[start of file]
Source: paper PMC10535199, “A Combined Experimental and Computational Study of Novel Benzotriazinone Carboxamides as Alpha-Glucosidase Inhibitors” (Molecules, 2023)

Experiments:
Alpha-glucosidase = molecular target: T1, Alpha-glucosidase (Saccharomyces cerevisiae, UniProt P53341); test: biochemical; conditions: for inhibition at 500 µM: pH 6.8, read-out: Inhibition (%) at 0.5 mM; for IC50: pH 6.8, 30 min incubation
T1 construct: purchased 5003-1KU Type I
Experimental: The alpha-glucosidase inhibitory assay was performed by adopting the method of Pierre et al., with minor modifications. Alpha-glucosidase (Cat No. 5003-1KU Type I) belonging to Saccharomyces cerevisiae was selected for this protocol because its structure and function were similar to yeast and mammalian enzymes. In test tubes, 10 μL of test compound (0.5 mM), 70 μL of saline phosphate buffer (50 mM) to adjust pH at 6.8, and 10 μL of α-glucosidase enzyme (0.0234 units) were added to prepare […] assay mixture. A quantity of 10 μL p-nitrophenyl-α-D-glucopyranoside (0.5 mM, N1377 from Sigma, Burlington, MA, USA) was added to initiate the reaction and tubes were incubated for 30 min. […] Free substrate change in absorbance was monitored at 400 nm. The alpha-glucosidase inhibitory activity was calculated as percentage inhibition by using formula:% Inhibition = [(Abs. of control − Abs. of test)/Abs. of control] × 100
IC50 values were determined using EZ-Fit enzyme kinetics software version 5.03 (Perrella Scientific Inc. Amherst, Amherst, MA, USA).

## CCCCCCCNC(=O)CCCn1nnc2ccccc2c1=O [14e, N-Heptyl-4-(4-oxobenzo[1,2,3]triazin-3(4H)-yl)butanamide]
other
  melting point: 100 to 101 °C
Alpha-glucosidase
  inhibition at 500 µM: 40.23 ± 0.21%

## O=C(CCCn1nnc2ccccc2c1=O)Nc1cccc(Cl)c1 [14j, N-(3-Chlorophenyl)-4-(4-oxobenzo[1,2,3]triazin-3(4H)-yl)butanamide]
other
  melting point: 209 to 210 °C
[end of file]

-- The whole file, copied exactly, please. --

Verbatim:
Source: paper PMC10535199, “A Combined Experimental and Computational Study of Novel Benzotriazinone Carboxamides as Alpha-Glucosidase Inhibitors” (Molecules, 2023)

Experiments:
Alpha-glucosidase = molecular target: T1, Alpha-glucosidase (Saccharomyces cerevisiae, UniProt P53341); test: biochemical; conditions: for inhibition at 500 µM: pH 6.8, read-out: Inhibition (%) at 0.5 mM; for IC50: pH 6.8, 30 min incubation
T1 construct: purchased 5003-1KU Type I
Experimental: The alpha-glucosidase inhibitory assay was performed by adopting the method of Pierre et al., with minor modifications. Alpha-glucosidase (Cat No. 5003-1KU Type I) belonging to Saccharomyces cerevisiae was selected for this protocol because its structure and function were similar to yeast and mammalian enzymes. In test tubes, 10 μL of test compound (0.5 mM), 70 μL of saline phosphate buffer (50 mM) to adjust pH at 6.8, and 10 μL of α-glucosidase enzyme (0.0234 units) were added to prepare […] assay mixture. A quantity of 10 μL p-nitrophenyl-α-D-glucopyranoside (0.5 mM, N1377 from Sigma, Burlington, MA, USA) was added to initiate the reaction and tubes were incubated for 30 min. […] Free substrate change in absorbance was monitored at 400 nm. The alpha-glucosidase inhibitory activity was calculated as percentage inhibition by using formula:% Inhibition = [(Abs. of control − Abs. of test)/Abs. of control] × 100
IC50 values were determined using EZ-Fit enzyme kinetics software version 5.03 (Perrella Scientific Inc. Amherst, Amherst, MA, USA).

## CCCCCCCNC(=O)CCCn1nnc2ccccc2c1=O [14e, N-Heptyl-4-(4-oxobenzo[1,2,3]triazin-3(4H)-yl)butanamide]
other
  melting point: 100 to 101 °C
Alpha-glucosidase
  inhibition at 500 µM: 40.23 ± 0.21%

## O=C(CCCn1nnc2ccccc2c1=O)Nc1cccc(Cl)c1 [14j, N-(3-Chlorophenyl)-4-(4-oxobenzo[1,2,3]triazin-3(4H)-yl)butanamide]
other
  melting point: 209 to 210 °C